Strain Controlled Morphologies in the Two-Phase State

  • A. G. Khachaturyan
Part of the NATO ASI Series book series (NSSE, volume 163)


Phase transformation in solids usually involve crystal lattice rearrangement with the islands of the new phase inside the parent phase matrix. Crystal lattice mismatch produced by phase transformation is accomodated by elastic displacements generating the elastic strain field within the body. The elastic energy contained in the strain field may contribute considerably to the thermodynamics of the phase transformation, but the main effect of the elastic strain is far beyond the trivial renormalization of elastic energy. Unlike the “chemical” free energy depending only on the volume of phases, the elastic energy also depends on the morphology, shape, dispersion and mutual location of inclusions. In such a case the morphology of the alloy becomes an internal thermodynamic parameter that can be found from the free energy minimization. This, in fact, means that the conventional thermodynamics of phase transformations based on the free energy additivity should be questioned and validity of certain classical results has to be reexamined. To make more clear how far we can go in revising the theory of phase transformation when elastic energy is involved, it is noteworthy to look at the other cases when the bulk free energy proves to be dependent on morphology. The other cases where this situation takes place are ferromagnets and ferroelectrics whose magnetostatic and electrostatic energy also depend on shape, size and mutual location of domains. This dependence manifests itself, for example, in appearance of the so-called demagnetization factor, and it affects the ground state of ferromagnets.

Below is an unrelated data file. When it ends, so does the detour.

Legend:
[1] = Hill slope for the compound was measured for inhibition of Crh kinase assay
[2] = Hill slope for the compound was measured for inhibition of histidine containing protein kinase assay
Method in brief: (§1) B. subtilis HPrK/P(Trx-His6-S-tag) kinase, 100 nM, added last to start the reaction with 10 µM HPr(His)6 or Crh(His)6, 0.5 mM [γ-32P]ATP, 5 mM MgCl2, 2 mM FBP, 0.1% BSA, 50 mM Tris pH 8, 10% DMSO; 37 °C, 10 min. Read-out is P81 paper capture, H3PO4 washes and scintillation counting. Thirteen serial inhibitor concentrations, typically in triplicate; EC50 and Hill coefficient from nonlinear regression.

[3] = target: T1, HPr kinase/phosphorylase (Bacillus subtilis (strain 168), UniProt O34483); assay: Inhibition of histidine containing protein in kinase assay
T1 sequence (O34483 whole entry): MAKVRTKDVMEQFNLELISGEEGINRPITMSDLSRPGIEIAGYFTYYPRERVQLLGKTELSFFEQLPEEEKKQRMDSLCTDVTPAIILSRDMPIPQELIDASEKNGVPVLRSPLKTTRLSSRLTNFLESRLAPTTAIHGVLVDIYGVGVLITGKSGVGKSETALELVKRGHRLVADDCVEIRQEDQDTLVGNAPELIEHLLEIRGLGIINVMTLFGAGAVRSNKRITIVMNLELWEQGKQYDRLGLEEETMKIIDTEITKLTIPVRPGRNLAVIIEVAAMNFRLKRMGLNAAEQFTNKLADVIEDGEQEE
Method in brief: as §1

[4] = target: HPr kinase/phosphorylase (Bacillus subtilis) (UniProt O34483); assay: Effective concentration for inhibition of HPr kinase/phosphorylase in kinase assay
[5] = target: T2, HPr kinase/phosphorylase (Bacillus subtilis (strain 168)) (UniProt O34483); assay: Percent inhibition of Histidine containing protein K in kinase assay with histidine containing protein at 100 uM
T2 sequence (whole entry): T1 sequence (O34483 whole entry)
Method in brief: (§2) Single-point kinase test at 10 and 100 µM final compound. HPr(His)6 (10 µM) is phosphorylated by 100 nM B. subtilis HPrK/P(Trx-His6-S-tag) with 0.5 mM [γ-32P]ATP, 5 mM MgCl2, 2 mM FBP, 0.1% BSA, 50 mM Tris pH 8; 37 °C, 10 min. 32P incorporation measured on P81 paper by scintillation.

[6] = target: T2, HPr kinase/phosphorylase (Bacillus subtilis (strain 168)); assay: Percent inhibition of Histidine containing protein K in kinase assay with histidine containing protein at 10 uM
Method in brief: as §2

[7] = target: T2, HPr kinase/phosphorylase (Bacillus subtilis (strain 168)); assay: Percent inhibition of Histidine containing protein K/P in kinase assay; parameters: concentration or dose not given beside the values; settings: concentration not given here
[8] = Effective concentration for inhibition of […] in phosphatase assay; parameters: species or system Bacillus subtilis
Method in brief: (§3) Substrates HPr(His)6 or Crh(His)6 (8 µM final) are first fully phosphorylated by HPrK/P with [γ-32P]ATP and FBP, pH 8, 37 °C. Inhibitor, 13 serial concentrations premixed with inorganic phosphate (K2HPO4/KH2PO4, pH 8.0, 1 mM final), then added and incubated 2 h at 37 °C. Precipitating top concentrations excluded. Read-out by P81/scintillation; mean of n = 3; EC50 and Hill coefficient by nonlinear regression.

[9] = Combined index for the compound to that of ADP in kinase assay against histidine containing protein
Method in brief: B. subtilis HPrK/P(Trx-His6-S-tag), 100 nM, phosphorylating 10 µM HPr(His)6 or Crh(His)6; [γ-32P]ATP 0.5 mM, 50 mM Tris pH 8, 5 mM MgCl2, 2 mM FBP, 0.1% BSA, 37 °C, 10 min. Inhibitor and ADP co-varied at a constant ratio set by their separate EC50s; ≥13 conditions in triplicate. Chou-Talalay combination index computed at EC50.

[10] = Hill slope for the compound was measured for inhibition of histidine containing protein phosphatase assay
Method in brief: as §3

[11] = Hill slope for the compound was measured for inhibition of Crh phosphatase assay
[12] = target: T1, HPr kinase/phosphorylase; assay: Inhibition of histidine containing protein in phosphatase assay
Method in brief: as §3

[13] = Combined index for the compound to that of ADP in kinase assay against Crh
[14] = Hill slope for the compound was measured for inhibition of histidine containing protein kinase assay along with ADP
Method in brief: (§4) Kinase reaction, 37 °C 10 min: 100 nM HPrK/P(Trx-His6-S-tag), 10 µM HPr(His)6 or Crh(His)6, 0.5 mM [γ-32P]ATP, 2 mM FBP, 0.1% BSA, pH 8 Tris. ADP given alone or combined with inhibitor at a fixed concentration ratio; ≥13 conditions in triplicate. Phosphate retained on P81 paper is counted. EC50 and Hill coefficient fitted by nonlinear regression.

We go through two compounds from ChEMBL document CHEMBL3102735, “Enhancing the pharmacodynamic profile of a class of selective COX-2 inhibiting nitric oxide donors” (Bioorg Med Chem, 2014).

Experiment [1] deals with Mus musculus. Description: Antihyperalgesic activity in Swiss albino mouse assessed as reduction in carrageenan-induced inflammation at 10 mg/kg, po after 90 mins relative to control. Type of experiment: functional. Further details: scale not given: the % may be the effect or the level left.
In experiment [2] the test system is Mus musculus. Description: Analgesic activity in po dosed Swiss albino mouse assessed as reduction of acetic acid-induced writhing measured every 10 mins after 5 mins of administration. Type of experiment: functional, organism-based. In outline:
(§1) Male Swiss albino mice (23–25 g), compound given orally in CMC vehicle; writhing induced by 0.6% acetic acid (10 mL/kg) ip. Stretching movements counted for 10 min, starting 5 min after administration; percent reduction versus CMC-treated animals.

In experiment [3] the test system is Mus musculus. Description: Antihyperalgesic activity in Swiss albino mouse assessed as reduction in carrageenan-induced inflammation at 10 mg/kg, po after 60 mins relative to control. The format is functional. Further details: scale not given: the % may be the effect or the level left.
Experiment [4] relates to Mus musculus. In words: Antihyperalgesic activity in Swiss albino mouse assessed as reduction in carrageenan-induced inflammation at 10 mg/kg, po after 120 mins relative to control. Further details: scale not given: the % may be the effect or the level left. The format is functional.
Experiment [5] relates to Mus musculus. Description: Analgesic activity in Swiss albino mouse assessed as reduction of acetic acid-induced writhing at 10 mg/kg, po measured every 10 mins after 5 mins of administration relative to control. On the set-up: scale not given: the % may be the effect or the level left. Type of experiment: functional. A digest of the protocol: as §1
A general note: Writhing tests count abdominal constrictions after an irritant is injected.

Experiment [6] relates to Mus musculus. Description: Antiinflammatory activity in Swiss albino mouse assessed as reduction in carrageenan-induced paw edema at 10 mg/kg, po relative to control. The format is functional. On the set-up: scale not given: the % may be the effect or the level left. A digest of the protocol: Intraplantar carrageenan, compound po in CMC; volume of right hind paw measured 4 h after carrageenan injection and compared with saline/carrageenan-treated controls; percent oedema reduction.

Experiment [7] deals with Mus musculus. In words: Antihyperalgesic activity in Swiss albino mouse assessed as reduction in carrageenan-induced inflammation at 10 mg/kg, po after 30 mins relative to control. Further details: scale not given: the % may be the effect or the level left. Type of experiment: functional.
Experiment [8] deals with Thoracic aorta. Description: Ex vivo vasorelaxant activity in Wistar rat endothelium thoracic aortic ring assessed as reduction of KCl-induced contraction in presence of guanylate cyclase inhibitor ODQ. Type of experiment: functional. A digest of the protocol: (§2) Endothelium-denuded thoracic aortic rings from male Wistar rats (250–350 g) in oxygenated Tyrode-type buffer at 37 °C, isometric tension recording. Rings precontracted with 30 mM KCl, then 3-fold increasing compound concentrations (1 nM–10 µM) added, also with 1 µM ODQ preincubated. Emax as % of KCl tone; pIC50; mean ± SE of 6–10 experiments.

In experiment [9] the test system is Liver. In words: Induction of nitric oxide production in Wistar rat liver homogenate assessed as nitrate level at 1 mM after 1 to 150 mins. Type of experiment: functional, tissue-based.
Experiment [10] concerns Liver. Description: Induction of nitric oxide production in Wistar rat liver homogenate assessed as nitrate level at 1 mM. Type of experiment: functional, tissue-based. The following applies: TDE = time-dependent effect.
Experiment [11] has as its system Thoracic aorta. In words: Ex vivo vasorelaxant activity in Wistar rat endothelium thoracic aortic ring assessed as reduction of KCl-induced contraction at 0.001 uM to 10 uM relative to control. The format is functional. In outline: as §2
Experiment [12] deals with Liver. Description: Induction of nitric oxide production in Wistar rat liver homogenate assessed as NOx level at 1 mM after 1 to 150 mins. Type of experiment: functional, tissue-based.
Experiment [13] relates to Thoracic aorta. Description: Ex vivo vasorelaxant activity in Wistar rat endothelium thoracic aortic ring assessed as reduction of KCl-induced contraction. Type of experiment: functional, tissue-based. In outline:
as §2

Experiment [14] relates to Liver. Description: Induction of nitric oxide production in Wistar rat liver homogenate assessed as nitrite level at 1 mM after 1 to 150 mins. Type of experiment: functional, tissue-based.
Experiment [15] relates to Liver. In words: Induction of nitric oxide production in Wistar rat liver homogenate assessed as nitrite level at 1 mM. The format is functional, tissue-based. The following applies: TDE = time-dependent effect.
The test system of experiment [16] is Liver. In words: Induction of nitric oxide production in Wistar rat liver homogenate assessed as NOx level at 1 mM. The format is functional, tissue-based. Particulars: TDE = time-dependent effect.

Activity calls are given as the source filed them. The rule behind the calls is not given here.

Elastic Energy Habit Plane Crystal Lattice Parameter Magnetostatic Energy Invariant Plane Strain 
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Copyright information

© Kluwer Academic Publishers 1989

Authors and Affiliations

  • A. G. Khachaturyan
    • 1
    • 2
  1. 1.Center for Advanced Materials, Lawrence Berkeley LaboratoryUniversity of CaliforniaBerkeleyUSA
  2. 2.Department of Materials Science and Mineral EngineeringUniversity of CaliforniaBerkeleyUSA

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